At 87, Byron Nelson is thinking about retiring for a second time. Sam Snead is also 87, but he plans to quit about the same time they stop growing azaleas at Augusta National.
"Think about this," Nelson said. "You've done nothing for 55 years and then, all of a sudden, you're called upon to play before 5,000 people and 10 cameras. It's tough.
"It's fun, it's an honor, but you're wondering if you'll hit somebody."
What Nelson is talking about is one of the more touching moments each year at the tradition-heavy Masters, when he and Snead officially begin the tournament early on Thursday morning by hitting ceremonial tee shots.
Expectations aren't what they used to be. In years past, Nelson and Snead wanted to make sure their golf balls made it to the top of the hill up the first fairway. That's changed now, certainly for Nelson, who hopes he hits it straight off the tee and that his ball doesn't carom off somebody's head.
There's one more change in the ceremony this year. Gene Sarazen won't be there. The 1935 champion and Hall of Fame member, who has been part of the first ball ceremony since 1981, died last year at 97.
"Of course we'll miss him," said Nelson, who will also be missed if he follows through on making Thursday's appearance his last.
Nelson said he asked Augusta chairman Hootie Johnson if this would be a good time to make a change, but that Johnson asked him to stay on, at least for this year.
Nelson, who has a bad left leg and walks with a cane, says his future participation is not guaranteed.
"They need to start thinking about somebody else," Nelson said.
"Snead will be able to stand up there and make a good turn on his swing as long as he lives," Nelson said.
Snead says there's nothing wrong with Nelson that a small change in technique wouldn't help.
"You know, I told Byron if he just pivots with his left foot and uses his right foot as a prop, he could hit it pretty good," Snead said. "But he's so used to going on his right side."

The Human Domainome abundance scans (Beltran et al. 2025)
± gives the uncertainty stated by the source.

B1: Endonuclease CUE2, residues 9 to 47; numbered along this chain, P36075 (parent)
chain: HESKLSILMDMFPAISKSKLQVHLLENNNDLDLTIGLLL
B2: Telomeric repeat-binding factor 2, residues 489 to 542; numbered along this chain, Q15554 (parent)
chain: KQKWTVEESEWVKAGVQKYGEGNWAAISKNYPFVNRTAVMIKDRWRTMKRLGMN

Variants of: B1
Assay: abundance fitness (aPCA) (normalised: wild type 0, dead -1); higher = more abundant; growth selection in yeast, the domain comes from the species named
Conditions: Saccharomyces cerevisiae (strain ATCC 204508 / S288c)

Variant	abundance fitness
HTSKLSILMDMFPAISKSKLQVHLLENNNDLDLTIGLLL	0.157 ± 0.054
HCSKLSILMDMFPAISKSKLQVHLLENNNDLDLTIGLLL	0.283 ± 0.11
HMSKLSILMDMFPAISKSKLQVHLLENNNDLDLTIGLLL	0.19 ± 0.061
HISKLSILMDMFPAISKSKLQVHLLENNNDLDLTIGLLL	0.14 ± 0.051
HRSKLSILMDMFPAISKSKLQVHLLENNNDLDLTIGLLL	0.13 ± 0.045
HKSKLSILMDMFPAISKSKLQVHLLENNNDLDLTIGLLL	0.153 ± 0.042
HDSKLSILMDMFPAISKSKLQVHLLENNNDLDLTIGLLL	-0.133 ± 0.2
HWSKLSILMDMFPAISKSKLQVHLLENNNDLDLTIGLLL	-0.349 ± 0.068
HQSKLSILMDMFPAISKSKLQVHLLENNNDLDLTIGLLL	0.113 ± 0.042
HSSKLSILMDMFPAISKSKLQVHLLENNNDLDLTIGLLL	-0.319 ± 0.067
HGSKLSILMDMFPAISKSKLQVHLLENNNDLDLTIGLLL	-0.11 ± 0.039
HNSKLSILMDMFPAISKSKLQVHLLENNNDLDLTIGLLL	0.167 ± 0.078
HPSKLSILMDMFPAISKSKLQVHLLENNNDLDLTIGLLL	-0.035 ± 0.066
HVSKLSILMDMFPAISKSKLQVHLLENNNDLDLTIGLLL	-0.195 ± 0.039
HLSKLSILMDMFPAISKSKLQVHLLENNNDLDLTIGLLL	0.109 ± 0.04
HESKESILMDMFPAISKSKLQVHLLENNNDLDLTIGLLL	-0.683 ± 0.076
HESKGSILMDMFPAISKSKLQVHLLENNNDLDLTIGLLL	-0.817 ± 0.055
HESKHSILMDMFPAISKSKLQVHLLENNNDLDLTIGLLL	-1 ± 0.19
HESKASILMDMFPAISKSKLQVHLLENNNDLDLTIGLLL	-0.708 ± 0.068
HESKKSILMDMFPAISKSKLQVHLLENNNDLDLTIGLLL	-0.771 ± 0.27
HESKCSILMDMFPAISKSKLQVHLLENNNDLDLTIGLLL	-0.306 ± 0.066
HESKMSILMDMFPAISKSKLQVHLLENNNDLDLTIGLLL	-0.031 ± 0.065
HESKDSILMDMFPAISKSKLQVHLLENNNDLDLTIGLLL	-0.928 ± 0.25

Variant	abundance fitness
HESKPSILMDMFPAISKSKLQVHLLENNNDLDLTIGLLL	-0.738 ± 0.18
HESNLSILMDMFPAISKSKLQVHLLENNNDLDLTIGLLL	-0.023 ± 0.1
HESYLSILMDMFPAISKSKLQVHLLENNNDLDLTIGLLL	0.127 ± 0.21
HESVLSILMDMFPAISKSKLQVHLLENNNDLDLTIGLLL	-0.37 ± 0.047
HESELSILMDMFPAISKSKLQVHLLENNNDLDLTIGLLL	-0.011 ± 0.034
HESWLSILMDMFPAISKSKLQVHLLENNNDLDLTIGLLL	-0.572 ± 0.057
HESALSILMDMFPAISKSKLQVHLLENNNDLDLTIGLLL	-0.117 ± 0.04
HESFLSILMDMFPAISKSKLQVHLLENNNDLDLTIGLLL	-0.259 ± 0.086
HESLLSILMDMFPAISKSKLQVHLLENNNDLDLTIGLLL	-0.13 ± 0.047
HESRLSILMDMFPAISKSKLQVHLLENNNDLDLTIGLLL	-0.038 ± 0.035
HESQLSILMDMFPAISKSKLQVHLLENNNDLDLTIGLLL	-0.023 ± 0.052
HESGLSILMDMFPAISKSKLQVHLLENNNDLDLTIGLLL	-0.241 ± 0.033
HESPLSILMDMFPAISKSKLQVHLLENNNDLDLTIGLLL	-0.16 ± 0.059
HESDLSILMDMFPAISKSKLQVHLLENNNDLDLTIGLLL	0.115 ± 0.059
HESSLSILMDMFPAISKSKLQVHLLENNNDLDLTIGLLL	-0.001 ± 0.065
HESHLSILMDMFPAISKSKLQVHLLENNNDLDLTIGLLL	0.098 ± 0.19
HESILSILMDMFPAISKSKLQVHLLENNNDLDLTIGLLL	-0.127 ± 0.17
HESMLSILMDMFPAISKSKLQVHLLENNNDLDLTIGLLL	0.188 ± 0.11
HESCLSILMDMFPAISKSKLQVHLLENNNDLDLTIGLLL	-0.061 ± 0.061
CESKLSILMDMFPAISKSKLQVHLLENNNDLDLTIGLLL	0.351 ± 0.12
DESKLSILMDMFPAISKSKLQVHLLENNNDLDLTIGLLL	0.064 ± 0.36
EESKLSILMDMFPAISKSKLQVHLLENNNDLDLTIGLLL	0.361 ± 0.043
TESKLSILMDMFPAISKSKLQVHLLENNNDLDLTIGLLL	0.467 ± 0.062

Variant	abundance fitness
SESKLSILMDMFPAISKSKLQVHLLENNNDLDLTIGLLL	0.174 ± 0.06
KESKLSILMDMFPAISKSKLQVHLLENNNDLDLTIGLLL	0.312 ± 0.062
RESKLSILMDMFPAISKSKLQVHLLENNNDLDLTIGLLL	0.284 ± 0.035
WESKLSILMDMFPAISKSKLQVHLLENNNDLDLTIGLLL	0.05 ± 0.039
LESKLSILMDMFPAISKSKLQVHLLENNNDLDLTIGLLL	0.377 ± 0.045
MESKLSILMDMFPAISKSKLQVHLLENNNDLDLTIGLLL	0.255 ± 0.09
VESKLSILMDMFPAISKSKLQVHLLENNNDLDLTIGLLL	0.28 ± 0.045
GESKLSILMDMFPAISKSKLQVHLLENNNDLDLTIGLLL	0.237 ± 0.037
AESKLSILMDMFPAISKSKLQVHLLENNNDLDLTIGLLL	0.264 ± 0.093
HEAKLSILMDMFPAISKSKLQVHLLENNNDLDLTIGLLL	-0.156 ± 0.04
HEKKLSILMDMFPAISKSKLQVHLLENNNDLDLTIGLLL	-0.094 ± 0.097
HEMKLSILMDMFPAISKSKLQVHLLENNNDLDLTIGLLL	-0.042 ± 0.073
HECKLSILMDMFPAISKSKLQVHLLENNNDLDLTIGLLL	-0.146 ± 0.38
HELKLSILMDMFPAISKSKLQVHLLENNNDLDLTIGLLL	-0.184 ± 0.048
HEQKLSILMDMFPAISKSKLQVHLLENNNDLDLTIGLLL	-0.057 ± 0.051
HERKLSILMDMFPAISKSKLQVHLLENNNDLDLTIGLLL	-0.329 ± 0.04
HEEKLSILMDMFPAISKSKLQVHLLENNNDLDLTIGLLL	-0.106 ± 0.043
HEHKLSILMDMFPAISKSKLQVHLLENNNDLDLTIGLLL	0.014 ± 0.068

One thing is certain. However Nelson manages to stand up and wherever he hits it, and regardless how sweet Snead's fluid swing continues to be, this unique Masters tradition is clearly in transition.
It began in 1963, when two of Bobby Jones' old buddies, Jock Hutchison and Fred McLeod, hit the first balls and played nine holes. McLeod had played in the first Masters in 1934, Hutchison in 1935. They were the traditional Masters starters until Hutchison bowed out in 1973 and McLeod in 1976.
No one stepped in to take their places until 1981, when Nelson and Sarazen started the first-ball tradition again. Nelson, Masters champion in 1937 and 1942, missed out in the 1983 Masters when he was ill, so Ken Venturi served as a pinch-hitter. Snead joined the group in 1984 and for 16 years began the Masters with Sarazen and Nelson.
For several years, they played the first nine holes, but stopped doing that a long time ago.
"I really enjoyed that part," Nelson said. "I got to see the course, the speed of the greens and so forth, but I hadn't played any golf in so long that I started to feel uncomfortable. Still, the honor of it was great."
Snead won the Masters in 1949, 1952 and 1954. He turns 88 next month, but continues to play regularly and looks forward to his official duties as unofficial starter.
"It's one of those great moments," Snead said. "I'll miss Sarazen, without question. But I just hope I can make a decent shot. I don't want to top it. My knees are bad and I don't know if they're ever going to get better. I can hardly get upstairs.
"I can swing it pretty good, though. I'd like to get a little more power in it, but I just know I'd fall down."
There is no timetable for changes in the starters' lineup, but if the tradition is to continue, there are some ready replacements. Arnold Palmer, Jack Nicklaus and Gary Player still compete in the Masters and have not indicated they are thinking of anything else.
But it will be Nelson and Snead on the first tee again this year. Nelson isn't sure what club he will hit. He used a driver last year, but is considering a three-wood, hoping for more accuracy. Snead will hit a driver. After they have done their duty for the early morning crowd and all the cameras, they are planning to walk back to the clubhouse and have breakfast.
Nelson will have other duties as well. He is the master of ceremonies at the Champions Dinner on Tuesday night, and also a member of the General Improvements committee, which will meet Thursday morning, just about the time Nelson is finishing breakfast.
"I've had more honors than anyone who's ever played, I guess," Nelson said.
"I've been real fortunate to be here this long."
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* When: Thursday-Sunday
* Course: Augusta National, Augusta, Ga.
* 1999 Champion: Jose Maria Olazabal
* Television: USA, CBS